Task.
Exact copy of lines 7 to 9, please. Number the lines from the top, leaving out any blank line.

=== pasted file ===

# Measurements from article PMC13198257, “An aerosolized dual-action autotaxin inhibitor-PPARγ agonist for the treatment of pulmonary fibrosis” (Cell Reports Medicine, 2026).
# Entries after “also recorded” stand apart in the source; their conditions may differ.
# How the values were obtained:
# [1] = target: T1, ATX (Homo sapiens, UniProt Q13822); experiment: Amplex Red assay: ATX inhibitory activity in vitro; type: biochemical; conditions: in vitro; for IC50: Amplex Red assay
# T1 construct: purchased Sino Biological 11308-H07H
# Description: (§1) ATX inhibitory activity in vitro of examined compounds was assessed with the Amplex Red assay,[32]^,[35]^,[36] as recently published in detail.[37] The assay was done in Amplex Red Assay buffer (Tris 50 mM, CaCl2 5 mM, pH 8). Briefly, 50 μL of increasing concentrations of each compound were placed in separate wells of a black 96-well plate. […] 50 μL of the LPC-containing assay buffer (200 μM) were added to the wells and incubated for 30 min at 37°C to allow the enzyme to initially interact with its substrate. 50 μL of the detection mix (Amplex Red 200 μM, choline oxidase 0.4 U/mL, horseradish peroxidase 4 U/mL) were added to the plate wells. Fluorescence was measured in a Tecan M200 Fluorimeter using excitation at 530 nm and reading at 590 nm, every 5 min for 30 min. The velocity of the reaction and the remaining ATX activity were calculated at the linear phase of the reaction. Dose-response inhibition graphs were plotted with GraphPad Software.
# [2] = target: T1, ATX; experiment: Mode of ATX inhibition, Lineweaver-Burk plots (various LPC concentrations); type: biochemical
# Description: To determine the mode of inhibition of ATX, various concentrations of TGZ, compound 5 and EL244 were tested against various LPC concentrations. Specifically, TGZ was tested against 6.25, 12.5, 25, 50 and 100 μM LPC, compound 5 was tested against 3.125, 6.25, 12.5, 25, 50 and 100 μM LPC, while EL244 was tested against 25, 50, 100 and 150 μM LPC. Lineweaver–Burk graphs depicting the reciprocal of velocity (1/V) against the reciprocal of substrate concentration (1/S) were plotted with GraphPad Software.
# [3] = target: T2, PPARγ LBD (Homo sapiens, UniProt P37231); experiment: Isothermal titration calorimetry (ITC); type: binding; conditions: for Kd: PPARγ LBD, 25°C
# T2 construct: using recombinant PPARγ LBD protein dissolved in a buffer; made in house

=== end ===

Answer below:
# [2] = target: T1, ATX; experiment: Mode of ATX inhibition, Lineweaver-Burk plots (various LPC concentrations); type: biochemical
# Description: To determine the mode of inhibition of ATX, various concentrations of TGZ, compound 5 and EL244 were tested against various LPC concentrations. Specifically, TGZ was tested against 6.25, 12.5, 25, 50 and 100 μM LPC, compound 5 was tested against 3.125, 6.25, 12.5, 25, 50 and 100 μM LPC, while EL244 was tested against 25, 50, 100 and 150 μM LPC. Lineweaver–Burk graphs depicting the reciprocal of velocity (1/V) against the reciprocal of substrate concentration (1/S) were plotted with GraphPad Software.
# [3] = target: T2, PPARγ LBD (Homo sapiens, UniProt P37231); experiment: Isothermal titration calorimetry (ITC); type: binding; conditions: for Kd: PPARγ LBD, 25°C